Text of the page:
In Part 4 of Capital Rx CEO AJ Loiacono’s discussion with General Catalyst’s Holly Maloney, Holly asks AJ how regulatory progress impacts Capital Rx’s business.
The Consolidated Appropriations Act (CAA) and Inflation Reduction Act (IRA) are evidence that the government cares about runaway healthcare costs and is starting to look in some of the right places and put the right disclosure requirements in place to help health plans and consumers make better decisions and rein in costs, respectively. Watch AJ explain the importance of compensation disclosure and Medicare being able to negotiate some drug prices below.
Incremental progress is progress, and we’re excited about it!
Lightly edited for length and clarity.
Holly Maloney - General Catalyst
So, AJ, it seems like there's been some real regulatory progress with the CAA (Consolidated Appropriations Act) and the Inflation Reduction Act (IRA). How does this [progress] impact Capital Rx and the market opportunity for the business?
AJ Loiacono - Capital Rx
Yeah, so starting first with the Consolidated Appropriations Act, it's kind of like this funny little bill that provided subsidy and relief in a variety of different areas in the country, but hidden init on page 500-something is this kind of disclosure for any self-insured payer around benefit compensation and benefit costs. And a lot of people don't understand that much of the self-insured industry is somewhat unregulated or under-regulated; it kind of falls under the Department of Labor, which is kind of a result ofERISA being written in 1974. It was authored by the Department of Labor. And so, what was happening was that the country has obviously continued to expand and have runaway costs in health care. But no one had really started to think about all the different ways people are making money on health care, and there's never really been a disclosure set on this.
I think if you look back historically, the Department of Labor did a very good job because also what's contemplated under ERISA is pension and retirement funds, and those disclosures were really put in place at the start of the 21st century, which forced people in the investment advising and asset management business for retirement plans and pensions to start to disclose how they're making money because, you know, not to oversimplify, there was a question: if someone's charging a loaded fee of 7%and the fund is only performing 3%, there's really not much value being delivered to that sponsor of that plan. And so, the Department of Labor really didn't have the bandwidth, I think (not to speak for them), to tackle the healthcare side of the equation on compensation coming out of healthcare.
And when you have a $4 trillion business, a lot of people are being compensated, rightly so, for their services; perhaps some people are overcompensated. And here's the scary part… a lot of people are not disclosing the full compensation, and so what the ConsolidatedAppropriations Act did - Section 408 b2 of ERISA – it basically said, “Hey, each year you, the fiduciary, the payer, or sponsor of a self-insured plan must ask everyone who's involved in your health care benefits, what certain costs are so there's a reporting structure but more importantly, anyone who's making compensation - what are they making on these product offerings?” And so this is the first year, and I think one of the things that's great about Capital Rx is that we want to be future-proof. So, one of the things we did from the start is we don't make money on drug spend, we charge a flat administrative fee.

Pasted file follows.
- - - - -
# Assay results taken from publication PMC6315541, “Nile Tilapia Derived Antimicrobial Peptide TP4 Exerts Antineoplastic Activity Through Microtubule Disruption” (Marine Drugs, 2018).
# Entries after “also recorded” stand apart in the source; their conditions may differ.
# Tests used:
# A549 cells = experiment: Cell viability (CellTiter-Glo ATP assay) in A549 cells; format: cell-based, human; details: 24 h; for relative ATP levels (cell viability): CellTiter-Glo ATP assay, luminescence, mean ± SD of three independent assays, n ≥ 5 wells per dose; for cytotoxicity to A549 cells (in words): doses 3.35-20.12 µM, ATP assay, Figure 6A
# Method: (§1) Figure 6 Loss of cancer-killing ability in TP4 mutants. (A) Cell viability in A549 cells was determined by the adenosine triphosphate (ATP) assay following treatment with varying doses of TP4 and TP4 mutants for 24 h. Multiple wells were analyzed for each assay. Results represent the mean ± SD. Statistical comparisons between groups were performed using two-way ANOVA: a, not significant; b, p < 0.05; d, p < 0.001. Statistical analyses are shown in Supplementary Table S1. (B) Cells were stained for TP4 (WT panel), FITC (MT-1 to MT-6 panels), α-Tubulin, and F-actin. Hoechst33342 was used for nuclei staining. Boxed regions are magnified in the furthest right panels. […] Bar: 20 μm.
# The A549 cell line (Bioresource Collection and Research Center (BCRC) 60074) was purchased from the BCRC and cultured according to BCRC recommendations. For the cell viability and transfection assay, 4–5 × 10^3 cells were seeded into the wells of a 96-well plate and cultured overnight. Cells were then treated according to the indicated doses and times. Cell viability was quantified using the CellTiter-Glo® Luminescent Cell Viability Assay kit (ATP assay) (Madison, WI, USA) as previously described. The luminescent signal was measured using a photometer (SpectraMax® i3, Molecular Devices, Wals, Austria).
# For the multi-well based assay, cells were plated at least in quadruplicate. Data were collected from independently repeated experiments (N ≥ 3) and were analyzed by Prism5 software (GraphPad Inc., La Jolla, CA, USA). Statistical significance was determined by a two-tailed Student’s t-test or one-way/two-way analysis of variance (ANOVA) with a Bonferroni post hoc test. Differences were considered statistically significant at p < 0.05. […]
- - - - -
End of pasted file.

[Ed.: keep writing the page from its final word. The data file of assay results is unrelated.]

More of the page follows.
All our value passes through to the end payer, but more importantly, when it comes time to report, we have an admin fee and ancillaries on clinical services that are all in the contract. So, part of it is not just having to state what your fees are. It has to be included in your contract, and you have to help report for this each year. And so, this, I think, is going to slowly become a bigger and bigger thing, and I think we're very well positioned because I don't want to say we saw the future, but I just couldn't believe the country could continue to operate the way it is when you have runaway healthcare costs and limited oversight on who's making money on health care services. And so, I think we're very excited about that.
The other one, the IRA, the InflationReduction Act, is kind of looking long term, starting in a variety of different areas in which the federal government can, being the largest payer in the country, rightly so, look for ways in which perhaps the federal government should get more - or even get more for less is a good way to look at it. And so starting with the negotiation on Medicare, on rebates on particular drugs, and it starts with a fairly narrow list, and it builds up to 80 or 90 drugs going into 2030. But I think the broad paint strokes of this is, for the first time, the government is really starting to lean in and ask for the value it should be. Not just for the government that sponsors a large part of this cost, but more importantly, for the patients being served under these programs. I think it’s an amazing first step. Again, it’s showing progress as an entire country looking in the right direction; I know there'll be some friction points and some learning along the way. But, again, it's signaling that from a legislative and regulatory side, the government cares and is looking at improving all of these programs.
Holly Maloney - General Catalyst
It's kind of amazing that this is just happening for the first time, but at least we're here and moving in the right direction. That's progress.
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